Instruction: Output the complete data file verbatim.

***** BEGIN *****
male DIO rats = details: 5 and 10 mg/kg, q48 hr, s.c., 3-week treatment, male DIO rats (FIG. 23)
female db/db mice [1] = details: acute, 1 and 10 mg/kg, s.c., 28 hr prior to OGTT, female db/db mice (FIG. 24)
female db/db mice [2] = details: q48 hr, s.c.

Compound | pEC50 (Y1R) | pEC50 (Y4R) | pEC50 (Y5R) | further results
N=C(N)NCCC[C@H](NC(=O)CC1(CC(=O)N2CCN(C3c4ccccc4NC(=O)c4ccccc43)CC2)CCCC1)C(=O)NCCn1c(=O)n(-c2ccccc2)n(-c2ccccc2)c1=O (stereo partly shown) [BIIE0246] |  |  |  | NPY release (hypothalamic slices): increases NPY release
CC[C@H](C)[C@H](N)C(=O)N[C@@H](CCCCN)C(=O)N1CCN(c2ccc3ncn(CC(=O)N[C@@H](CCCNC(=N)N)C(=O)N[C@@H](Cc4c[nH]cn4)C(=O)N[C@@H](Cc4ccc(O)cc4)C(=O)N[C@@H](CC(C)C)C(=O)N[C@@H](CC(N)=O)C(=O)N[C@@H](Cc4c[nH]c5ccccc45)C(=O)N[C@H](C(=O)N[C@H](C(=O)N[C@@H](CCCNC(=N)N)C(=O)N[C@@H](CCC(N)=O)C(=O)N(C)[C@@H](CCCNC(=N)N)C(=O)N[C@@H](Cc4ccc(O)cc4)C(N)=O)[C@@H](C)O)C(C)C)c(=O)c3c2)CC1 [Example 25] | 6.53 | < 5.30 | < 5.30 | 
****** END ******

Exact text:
male DIO rats = details: 5 and 10 mg/kg, q48 hr, s.c., 3-week treatment, male DIO rats (FIG. 23)
female db/db mice [1] = details: acute, 1 and 10 mg/kg, s.c., 28 hr prior to OGTT, female db/db mice (FIG. 24)
female db/db mice [2] = details: q48 hr, s.c.

Compound | pEC50 (Y1R) | pEC50 (Y4R) | pEC50 (Y5R) | further results
N=C(N)NCCC[C@H](NC(=O)CC1(CC(=O)N2CCN(C3c4ccccc4NC(=O)c4ccccc43)CC2)CCCC1)C(=O)NCCn1c(=O)n(-c2ccccc2)n(-c2ccccc2)c1=O (stereo partly shown) [BIIE0246] |  |  |  | NPY release (hypothalamic slices): increases NPY release
CC[C@H](C)[C@H](N)C(=O)N[C@@H](CCCCN)C(=O)N1CCN(c2ccc3ncn(CC(=O)N[C@@H](CCCNC(=N)N)C(=O)N[C@@H](Cc4c[nH]cn4)C(=O)N[C@@H](Cc4ccc(O)cc4)C(=O)N[C@@H](CC(C)C)C(=O)N[C@@H](CC(N)=O)C(=O)N[C@@H](Cc4c[nH]c5ccccc45)C(=O)N[C@H](C(=O)N[C@H](C(=O)N[C@@H](CCCNC(=N)N)C(=O)N[C@@H](CCC(N)=O)C(=O)N(C)[C@@H](CCCNC(=N)N)C(=O)N[C@@H](Cc4ccc(O)cc4)C(N)=O)[C@@H](C)O)C(C)C)c(=O)c3c2)CC1 [Example 25] | 6.53 | < 5.30 | < 5.30 | 